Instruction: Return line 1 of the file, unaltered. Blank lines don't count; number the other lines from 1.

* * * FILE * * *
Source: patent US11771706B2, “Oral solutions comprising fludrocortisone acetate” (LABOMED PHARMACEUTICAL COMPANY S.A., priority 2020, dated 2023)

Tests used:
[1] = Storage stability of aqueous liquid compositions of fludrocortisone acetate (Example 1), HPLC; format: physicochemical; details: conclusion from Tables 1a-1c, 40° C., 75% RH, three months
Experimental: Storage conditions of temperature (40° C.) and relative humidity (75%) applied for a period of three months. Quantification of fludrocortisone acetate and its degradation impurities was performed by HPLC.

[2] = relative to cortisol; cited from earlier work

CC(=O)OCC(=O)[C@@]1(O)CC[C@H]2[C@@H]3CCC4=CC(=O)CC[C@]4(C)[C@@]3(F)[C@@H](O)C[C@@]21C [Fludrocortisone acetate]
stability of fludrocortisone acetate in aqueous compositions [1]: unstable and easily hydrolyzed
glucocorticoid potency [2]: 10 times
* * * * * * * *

Source: patent US11771706B2, “Oral solutions comprising fludrocortisone acetate” (LABOMED PHARMACEUTICAL COMPANY S.A., priority 2020, dated 2023)